November 24, 2014

Ad Free Future for the Internet?

Google just recently launched a project called Contributor which allows for users to pay to have access to particular websites without any advertising.

Traditionally, advertising has supported free access to content on the Internet for majority of websites. Google has taken a substantial share of the advertising spent on the internet not just via their search engine but also through their Google Display Network.

How does Contributor work?

Step 1: Users select their monthly contribution rate (between $1-$3).
Step 2: Visit the participating sites. Part of the contribution goes to the website and as a reminder of your support, a thank you message will appear, often accompanied by a pixel-pattern where ads normally appear.

Some websites who are already using this include Mashable, imgur, wikiHow and the Onion.

Again Google continues to innovate and push the boundaries of what is possible. Instead of milking the existing business model that works so well for them, Google continues to experiment and challenge the status quo.

November 18, 2014

The Participation Scale

I found this interesting graphic as I was browsing through the HBR website and reading through an article on new vs old power. It's called the Participation Scale and I thought it was a really interesting way to show the different levels of participation.

There is a very common marketing tool we call the path to purchase that marketers use to learn more about how consumers purchase their products. This participation scale actually takes a deeper dive into the part of the path wherein one has already converted and consumed a product or service and expounds on the different ways people now participate in a product's consumption. Gone are the days when consumption starts and ends with actual physical consumption.

November 17, 2014

Business Valuation, Warren Buffett and Duracell

I have always been curious about how one is able to valuate a business that is not publicly traded. This past weekend, in our Advanced Financial Management class, I finally got my first glimpse on some ways how it is done.

Quite coincidentally, over the weekend, news broke on Warren Buffett's latest acquisition: Duracell.

Berkshire Hathaway purchased Duracell from P&G in exchange for the roughly 53 million P&G shares that Berkshire held worth around $4.7 billion. It's a unique exchange that saves Berkshire millions in capital gains tax it would have paid had it sold the shares in cash and paid the cash to P&G. For P&G, they too gain some tax savings while being able to gain back a large part of their outstanding shares which they can either retire or reissue.

November 15, 2014

The Challenge with Twitter

Yesterday, Twitter's bonds have been classified as "junk" and a "speculative" BB-, three levels below investment grade. Why is this important? Credit ratings normally tell us about the capacity of the issuer to service its debt. Capacity to service debt is dependent on several things but is obviously heavily reliant on earnings.

It's always a challenge to monetize an idea. This is especially true for social network Twitter. Unlike Facebook, Twitter has yet to crack this problem of how to generate substantial revenue from its huge user base. 

Twitter is free to use for consumers and its revenue is generated mainly through advertising. The advertising model it uses is quite simple. It offers advertisers the opportunity to become a "promoted" account or have a promoted "post" that will be shown to the advertisers targeted users.  It's very similar to the Facebook advertising model. However, one key difference is the way the newsfeed works on both sites. Facebook has an algorithm that allows it to filter the posts shown to its users showing users the most relevant posts. Twitter works simply using a chronological algorithm showing users the most recent posts.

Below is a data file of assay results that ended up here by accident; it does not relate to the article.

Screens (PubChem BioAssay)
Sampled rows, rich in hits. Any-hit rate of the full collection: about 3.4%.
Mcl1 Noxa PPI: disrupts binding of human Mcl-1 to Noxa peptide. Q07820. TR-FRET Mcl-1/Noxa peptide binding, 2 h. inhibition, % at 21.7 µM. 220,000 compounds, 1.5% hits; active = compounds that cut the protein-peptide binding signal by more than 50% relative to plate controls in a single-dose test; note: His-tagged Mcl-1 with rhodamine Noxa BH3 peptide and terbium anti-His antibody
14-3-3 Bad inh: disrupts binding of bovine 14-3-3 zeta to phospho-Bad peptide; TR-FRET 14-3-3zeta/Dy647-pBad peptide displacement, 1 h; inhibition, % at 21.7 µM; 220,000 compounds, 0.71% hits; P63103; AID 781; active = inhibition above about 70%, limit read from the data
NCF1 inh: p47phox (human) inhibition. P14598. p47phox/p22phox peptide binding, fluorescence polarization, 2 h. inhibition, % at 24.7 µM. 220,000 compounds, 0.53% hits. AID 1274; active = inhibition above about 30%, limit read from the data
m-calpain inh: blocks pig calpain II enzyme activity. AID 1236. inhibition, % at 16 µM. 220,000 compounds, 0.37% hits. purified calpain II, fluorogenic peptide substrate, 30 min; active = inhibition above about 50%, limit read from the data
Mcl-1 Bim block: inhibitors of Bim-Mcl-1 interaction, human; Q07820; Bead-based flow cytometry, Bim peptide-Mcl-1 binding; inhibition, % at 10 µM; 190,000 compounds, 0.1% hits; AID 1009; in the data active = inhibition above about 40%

November 13, 2014

YouTube Music Key

So this just happened. YouTube has now officially launched a paid premium service for music streaming. 

November 5, 2014

Spotify and Taylor Swift

Ever since the explosion of the internet and digital music, the music industry has struggled to keep pace and find ways to monetize their product. iTunes was ground breaking in that it flipped the business model for musicians (selling more singles at a cheaper price point than selling less number of whole albums) and provided an online distribution channel for musicians and labels that today brings in billions in revenue. Spotify and other music streaming services have brought a new dimension to online music distribution in a continuously evolving landscape.

Probably in a effort to gain more control over how her product will be monetized, Taylor Swift and her management team have pulled out her music catalog from Spotify. This was timed perfectly with the launch of her new album.

November 3, 2014

Wi-Fi for Everyone

I found this interesting article on (link here) talking about a report from wi-fi provider iPass saying that there is now one wi-fi hotspot for every 150 people worldwide. This is of course an average number as I imagine the ratio is probably much higher in the Philippines. But this just shows that when there are gaps in the market, people are quick to fill it in if it is a real need.

The research shows that majority of the hotspots are in homes as people have begun to turn home wi-fi routers into public hotspots. This works especially well in densely populated areas like Manila where the mobile networks cannot keep up with the growing demand for more bandwidth.

The market in the Philippines seems ripe for the entry an independent, 3rd party, wi-fi provider as many consumers have become disenchanted with the poor service (and high prices) being provided by the top telecom companies.